Grade I Listing, gives a certain ‘edge’ to any building refurbishment project, even more so when it’s a church within yards of your parents' home and also the one you got married in. This, however, didn’t phase Stowmarket Glass’ Luke Browes, who by his own admission jumped at the chance of installing glass partitioning to St Mary’s Church Witnesham, Suffolk, with religious zeal.
“We were approached completely independently of any family connections or ties to St Mary’s by the main contractor and architect, who couldn’t find anyone to do the work”, explains Luke. “It was pure coincidence that it was the church that we got married in and it was just down the road from where I grew up. Regardless of the personal connection, it was such an exciting project, which we jumped at the opportunity to be a part of.”
Working throughout East Anglia, London and the South East, Stowmarket Glass was set up in the mid-1980s, developing specialism in high-end residential and commercial architectural glass installations. Having stood on the same site since 1208 with additions made in the 14th and 16th Century, St Marys has been undergoing a series of renovations to create new and more flexible spaces within the church. The brief to Stowmarket Glass was to install a frameless glass partition, separating one of the aisles from the nave to create a new community space. This was to be used as a meeting room, chapel and crèche and installed with state-of-the-art lighting, audio visual equipment and improved heating.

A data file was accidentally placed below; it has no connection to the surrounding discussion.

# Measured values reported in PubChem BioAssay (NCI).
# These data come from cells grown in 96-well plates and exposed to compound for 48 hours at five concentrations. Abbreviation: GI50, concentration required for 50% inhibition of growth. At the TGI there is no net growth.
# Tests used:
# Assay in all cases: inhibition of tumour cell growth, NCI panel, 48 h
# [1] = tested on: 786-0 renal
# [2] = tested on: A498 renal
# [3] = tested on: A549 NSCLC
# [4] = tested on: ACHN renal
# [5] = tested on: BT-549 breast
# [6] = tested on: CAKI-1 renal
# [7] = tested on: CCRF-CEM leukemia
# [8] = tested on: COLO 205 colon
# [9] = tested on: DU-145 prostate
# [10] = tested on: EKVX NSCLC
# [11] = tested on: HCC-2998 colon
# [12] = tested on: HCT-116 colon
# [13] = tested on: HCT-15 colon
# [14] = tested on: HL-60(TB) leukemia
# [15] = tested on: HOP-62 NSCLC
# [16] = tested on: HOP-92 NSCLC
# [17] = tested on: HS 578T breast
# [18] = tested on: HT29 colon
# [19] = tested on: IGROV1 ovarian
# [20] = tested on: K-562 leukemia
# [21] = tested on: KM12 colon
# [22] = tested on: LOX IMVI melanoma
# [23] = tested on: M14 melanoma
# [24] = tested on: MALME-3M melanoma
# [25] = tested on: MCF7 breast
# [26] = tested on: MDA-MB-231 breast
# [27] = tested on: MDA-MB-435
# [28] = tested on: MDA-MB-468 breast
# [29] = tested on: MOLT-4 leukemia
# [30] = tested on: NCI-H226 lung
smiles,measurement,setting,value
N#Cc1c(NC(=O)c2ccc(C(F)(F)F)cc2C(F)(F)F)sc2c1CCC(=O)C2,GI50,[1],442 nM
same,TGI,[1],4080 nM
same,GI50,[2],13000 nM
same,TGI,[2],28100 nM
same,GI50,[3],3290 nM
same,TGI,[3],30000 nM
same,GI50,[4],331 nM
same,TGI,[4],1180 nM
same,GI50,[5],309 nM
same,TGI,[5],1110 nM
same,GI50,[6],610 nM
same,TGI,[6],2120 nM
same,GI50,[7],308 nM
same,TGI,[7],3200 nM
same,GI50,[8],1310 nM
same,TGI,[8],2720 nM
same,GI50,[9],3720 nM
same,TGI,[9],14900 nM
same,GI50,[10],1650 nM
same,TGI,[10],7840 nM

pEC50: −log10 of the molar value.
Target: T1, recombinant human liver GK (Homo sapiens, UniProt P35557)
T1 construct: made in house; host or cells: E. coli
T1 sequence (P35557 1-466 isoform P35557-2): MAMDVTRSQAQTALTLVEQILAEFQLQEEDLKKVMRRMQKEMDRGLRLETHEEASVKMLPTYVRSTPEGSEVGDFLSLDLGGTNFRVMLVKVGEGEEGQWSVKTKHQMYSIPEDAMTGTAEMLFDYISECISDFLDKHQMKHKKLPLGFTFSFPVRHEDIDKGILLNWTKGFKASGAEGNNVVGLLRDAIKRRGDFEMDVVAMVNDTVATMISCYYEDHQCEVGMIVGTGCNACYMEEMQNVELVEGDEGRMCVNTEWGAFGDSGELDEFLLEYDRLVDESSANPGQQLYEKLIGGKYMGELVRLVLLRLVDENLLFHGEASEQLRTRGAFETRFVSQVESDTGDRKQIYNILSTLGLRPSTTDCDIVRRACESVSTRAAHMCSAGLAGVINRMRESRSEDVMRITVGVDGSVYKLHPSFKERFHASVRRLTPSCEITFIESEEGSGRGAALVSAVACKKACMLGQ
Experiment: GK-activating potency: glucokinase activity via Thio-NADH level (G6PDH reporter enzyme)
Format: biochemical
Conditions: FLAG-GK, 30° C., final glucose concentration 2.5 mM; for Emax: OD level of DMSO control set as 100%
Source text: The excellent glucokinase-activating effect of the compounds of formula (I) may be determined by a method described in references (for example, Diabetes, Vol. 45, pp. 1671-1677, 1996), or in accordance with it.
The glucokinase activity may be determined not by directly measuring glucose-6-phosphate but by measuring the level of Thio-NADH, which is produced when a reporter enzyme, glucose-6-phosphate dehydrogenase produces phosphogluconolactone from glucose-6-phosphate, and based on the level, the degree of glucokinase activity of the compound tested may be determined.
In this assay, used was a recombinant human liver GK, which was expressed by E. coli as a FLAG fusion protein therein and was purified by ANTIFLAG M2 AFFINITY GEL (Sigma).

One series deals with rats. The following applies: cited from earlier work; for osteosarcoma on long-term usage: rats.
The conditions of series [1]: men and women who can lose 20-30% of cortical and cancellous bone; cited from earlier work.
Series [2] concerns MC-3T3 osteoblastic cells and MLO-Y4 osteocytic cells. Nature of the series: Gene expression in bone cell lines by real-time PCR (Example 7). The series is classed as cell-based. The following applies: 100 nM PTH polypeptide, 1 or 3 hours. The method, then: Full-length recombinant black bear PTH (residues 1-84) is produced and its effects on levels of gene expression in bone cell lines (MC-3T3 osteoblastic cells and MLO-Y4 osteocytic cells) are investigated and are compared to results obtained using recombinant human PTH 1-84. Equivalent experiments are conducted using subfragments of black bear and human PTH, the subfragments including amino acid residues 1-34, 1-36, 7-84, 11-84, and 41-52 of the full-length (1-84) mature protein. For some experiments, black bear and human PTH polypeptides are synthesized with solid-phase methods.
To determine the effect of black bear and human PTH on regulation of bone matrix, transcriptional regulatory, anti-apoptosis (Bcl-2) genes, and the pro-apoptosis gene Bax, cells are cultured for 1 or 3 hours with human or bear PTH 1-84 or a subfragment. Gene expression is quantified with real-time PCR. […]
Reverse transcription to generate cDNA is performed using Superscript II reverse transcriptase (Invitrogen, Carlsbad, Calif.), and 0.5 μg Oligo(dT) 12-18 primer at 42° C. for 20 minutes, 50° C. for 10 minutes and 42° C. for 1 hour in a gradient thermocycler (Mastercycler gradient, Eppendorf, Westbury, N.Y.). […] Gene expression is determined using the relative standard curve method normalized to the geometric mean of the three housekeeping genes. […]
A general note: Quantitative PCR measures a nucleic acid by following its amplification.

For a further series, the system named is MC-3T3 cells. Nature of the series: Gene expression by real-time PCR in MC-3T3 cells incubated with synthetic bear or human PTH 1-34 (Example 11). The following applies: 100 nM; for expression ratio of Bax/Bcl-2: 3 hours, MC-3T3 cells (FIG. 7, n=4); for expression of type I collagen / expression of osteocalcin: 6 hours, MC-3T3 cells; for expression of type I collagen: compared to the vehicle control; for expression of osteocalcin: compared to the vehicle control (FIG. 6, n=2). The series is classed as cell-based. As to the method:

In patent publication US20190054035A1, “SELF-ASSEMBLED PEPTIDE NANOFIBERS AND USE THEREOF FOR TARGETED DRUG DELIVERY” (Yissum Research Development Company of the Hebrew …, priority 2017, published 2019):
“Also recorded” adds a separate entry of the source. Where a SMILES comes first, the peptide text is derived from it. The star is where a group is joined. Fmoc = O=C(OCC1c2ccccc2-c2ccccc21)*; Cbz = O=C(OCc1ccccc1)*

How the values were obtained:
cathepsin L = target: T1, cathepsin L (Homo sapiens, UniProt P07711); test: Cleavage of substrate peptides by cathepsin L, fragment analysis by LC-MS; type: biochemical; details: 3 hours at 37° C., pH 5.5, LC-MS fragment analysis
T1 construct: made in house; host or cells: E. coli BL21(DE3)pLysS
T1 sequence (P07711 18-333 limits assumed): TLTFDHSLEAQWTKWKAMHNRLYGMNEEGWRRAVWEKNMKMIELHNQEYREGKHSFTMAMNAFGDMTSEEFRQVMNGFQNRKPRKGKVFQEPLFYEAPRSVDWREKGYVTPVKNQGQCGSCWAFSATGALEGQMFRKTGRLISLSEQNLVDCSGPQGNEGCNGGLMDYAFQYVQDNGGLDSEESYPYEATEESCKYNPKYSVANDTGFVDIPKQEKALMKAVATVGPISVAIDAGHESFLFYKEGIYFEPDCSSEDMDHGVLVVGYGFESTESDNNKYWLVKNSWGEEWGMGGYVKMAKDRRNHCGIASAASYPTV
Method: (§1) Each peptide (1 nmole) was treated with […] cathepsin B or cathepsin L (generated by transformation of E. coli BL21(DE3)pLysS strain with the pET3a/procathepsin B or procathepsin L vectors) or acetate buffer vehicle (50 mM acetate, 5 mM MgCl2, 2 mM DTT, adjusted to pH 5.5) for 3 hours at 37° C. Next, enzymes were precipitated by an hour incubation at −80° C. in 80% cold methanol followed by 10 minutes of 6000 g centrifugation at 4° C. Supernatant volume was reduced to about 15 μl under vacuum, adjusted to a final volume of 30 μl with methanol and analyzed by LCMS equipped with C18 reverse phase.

“As a Grade I Listed Building a key element of the brief was not to interrupt the sightlines of the spaces within the Church and as far as possible, without impacting on the original architecture. This meant that the architect had specified that the partitioning shouldn’t use a framework”, Luke explained. “The proposal was to set the partitioning between four six-metre high arches. Given that each of these was a slightly different dimension, created a series of distinct challenges, both in planning and manufacture.”
In order to overcome the challenge of matching the shape of four distinct arches, Stowmarket Glass completed a ‘dry-run’, templating each arch in MDF. Once signed-off, the outline was then transferred to low iron 12mm toughened glass and cut out.
“You’re dealing with not only irregular shapes but the undulations in the stonework, so it was a very challenging job and something which could only really be cut out by hand”, said Luke. “This also meant that the arches couldn’t be machine polished. To get around this we used a hand-held polisher from Bohle which gave us the flexibility to follow the very detailed outlines.”
Installation also presented its own set of challenges. This included protection of the original fabric of the building to working at height. “We used scaffolding and Bohle suction-lifters and the LiftMaster B1 to help position the glass, taking care all of the time not to damage it or the building itself. Working at up to 6m high, was challenging”, added Luke.